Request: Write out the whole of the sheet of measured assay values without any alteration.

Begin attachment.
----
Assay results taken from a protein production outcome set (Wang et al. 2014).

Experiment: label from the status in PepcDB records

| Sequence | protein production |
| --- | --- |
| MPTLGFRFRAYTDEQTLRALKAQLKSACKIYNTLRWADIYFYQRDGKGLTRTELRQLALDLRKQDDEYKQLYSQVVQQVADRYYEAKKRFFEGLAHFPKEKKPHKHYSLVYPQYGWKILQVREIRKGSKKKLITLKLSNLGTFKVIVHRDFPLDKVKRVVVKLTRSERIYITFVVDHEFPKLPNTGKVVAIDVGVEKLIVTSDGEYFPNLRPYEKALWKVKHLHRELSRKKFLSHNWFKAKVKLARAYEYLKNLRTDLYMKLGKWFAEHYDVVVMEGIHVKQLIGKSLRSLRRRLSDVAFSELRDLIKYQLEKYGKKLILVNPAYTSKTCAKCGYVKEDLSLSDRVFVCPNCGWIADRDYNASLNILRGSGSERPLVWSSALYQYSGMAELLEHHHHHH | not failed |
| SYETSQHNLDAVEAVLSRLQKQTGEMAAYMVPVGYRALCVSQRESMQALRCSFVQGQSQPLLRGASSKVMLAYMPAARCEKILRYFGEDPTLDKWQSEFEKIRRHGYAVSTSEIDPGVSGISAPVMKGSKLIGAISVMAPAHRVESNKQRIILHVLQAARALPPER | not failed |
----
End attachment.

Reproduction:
Assay results taken from a protein production outcome set (Wang et al. 2014).

Experiment: label from the status in PepcDB records

| Sequence | protein production |
| --- | --- |
| MPTLGFRFRAYTDEQTLRALKAQLKSACKIYNTLRWADIYFYQRDGKGLTRTELRQLALDLRKQDDEYKQLYSQVVQQVADRYYEAKKRFFEGLAHFPKEKKPHKHYSLVYPQYGWKILQVREIRKGSKKKLITLKLSNLGTFKVIVHRDFPLDKVKRVVVKLTRSERIYITFVVDHEFPKLPNTGKVVAIDVGVEKLIVTSDGEYFPNLRPYEKALWKVKHLHRELSRKKFLSHNWFKAKVKLARAYEYLKNLRTDLYMKLGKWFAEHYDVVVMEGIHVKQLIGKSLRSLRRRLSDVAFSELRDLIKYQLEKYGKKLILVNPAYTSKTCAKCGYVKEDLSLSDRVFVCPNCGWIADRDYNASLNILRGSGSERPLVWSSALYQYSGMAELLEHHHHHH | not failed |
| SYETSQHNLDAVEAVLSRLQKQTGEMAAYMVPVGYRALCVSQRESMQALRCSFVQGQSQPLLRGASSKVMLAYMPAARCEKILRYFGEDPTLDKWQSEFEKIRRHGYAVSTSEIDPGVSGISAPVMKGSKLIGAISVMAPAHRVESNKQRIILHVLQAARALPPER | not failed |